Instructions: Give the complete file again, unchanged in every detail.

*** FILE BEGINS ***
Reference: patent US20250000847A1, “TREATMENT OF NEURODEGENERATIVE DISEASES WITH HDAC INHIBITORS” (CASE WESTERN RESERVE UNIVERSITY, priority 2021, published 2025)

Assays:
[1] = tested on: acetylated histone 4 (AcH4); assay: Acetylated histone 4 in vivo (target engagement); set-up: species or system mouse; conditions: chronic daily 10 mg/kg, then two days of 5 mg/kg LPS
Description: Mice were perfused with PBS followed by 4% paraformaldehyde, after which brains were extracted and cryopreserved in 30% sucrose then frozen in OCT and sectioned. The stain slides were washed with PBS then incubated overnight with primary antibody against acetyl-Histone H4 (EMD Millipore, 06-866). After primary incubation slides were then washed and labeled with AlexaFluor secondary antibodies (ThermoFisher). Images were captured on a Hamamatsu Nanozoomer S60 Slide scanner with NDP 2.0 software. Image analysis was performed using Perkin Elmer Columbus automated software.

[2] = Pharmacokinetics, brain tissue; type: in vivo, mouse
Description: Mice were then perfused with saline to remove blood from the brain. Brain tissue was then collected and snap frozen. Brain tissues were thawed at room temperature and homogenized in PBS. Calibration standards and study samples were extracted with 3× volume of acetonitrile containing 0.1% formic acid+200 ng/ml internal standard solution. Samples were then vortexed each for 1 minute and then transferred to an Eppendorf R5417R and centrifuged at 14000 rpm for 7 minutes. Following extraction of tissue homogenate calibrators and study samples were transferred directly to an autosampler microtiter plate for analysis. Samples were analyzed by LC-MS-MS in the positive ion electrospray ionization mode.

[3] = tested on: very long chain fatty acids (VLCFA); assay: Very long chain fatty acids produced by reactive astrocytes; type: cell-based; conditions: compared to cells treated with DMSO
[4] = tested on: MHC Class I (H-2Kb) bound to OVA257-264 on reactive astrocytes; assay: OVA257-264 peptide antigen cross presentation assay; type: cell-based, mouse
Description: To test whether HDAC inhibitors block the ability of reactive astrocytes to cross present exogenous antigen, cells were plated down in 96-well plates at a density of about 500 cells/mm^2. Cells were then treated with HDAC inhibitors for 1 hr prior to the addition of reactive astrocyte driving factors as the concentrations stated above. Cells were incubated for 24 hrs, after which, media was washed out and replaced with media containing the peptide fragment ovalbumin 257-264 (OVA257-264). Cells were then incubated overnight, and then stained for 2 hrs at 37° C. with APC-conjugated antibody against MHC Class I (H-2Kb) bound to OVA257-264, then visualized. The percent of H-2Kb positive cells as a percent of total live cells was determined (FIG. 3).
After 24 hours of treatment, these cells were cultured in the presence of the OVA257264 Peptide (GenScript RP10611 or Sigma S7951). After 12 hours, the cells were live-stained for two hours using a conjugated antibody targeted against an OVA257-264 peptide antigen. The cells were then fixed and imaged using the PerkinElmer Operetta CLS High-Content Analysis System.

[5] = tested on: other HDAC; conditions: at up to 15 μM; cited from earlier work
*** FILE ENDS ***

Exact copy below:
Reference: patent US20250000847A1, “TREATMENT OF NEURODEGENERATIVE DISEASES WITH HDAC INHIBITORS” (CASE WESTERN RESERVE UNIVERSITY, priority 2021, published 2025)

Assays:
[1] = tested on: acetylated histone 4 (AcH4); assay: Acetylated histone 4 in vivo (target engagement); set-up: species or system mouse; conditions: chronic daily 10 mg/kg, then two days of 5 mg/kg LPS
Description: Mice were perfused with PBS followed by 4% paraformaldehyde, after which brains were extracted and cryopreserved in 30% sucrose then frozen in OCT and sectioned. The stain slides were washed with PBS then incubated overnight with primary antibody against acetyl-Histone H4 (EMD Millipore, 06-866). After primary incubation slides were then washed and labeled with AlexaFluor secondary antibodies (ThermoFisher). Images were captured on a Hamamatsu Nanozoomer S60 Slide scanner with NDP 2.0 software. Image analysis was performed using Perkin Elmer Columbus automated software.

[2] = Pharmacokinetics, brain tissue; type: in vivo, mouse
Description: Mice were then perfused with saline to remove blood from the brain. Brain tissue was then collected and snap frozen. Brain tissues were thawed at room temperature and homogenized in PBS. Calibration standards and study samples were extracted with 3× volume of acetonitrile containing 0.1% formic acid+200 ng/ml internal standard solution. Samples were then vortexed each for 1 minute and then transferred to an Eppendorf R5417R and centrifuged at 14000 rpm for 7 minutes. Following extraction of tissue homogenate calibrators and study samples were transferred directly to an autosampler microtiter plate for analysis. Samples were analyzed by LC-MS-MS in the positive ion electrospray ionization mode.

[3] = tested on: very long chain fatty acids (VLCFA); assay: Very long chain fatty acids produced by reactive astrocytes; type: cell-based; conditions: compared to cells treated with DMSO
[4] = tested on: MHC Class I (H-2Kb) bound to OVA257-264 on reactive astrocytes; assay: OVA257-264 peptide antigen cross presentation assay; type: cell-based, mouse
Description: To test whether HDAC inhibitors block the ability of reactive astrocytes to cross present exogenous antigen, cells were plated down in 96-well plates at a density of about 500 cells/mm^2. Cells were then treated with HDAC inhibitors for 1 hr prior to the addition of reactive astrocyte driving factors as the concentrations stated above. Cells were incubated for 24 hrs, after which, media was washed out and replaced with media containing the peptide fragment ovalbumin 257-264 (OVA257-264). Cells were then incubated overnight, and then stained for 2 hrs at 37° C. with APC-conjugated antibody against MHC Class I (H-2Kb) bound to OVA257-264, then visualized. The percent of H-2Kb positive cells as a percent of total live cells was determined (FIG. 3).
After 24 hours of treatment, these cells were cultured in the presence of the OVA257264 Peptide (GenScript RP10611 or Sigma S7951). After 12 hours, the cells were live-stained for two hours using a conjugated antibody targeted against an OVA257-264 peptide antigen. The cells were then fixed and imaged using the PerkinElmer Operetta CLS High-Content Analysis System.

[5] = tested on: other HDAC; conditions: at up to 15 μM; cited from earlier work